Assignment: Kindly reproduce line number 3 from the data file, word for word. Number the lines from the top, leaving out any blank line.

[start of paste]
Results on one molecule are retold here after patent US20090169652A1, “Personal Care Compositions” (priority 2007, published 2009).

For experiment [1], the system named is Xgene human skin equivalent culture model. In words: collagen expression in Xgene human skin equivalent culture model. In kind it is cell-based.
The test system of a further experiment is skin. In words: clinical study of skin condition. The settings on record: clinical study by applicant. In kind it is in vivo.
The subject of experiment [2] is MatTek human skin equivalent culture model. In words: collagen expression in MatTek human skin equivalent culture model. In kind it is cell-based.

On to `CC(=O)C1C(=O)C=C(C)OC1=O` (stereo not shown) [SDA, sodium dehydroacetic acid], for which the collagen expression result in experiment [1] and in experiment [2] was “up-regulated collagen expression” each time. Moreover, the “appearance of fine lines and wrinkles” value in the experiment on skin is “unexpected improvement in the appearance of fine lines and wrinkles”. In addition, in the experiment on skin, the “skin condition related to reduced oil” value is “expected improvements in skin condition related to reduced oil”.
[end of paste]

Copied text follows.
The test system of a further experiment is skin. In words: clinical study of skin condition. The settings on record: clinical study by applicant. In kind it is in vivo.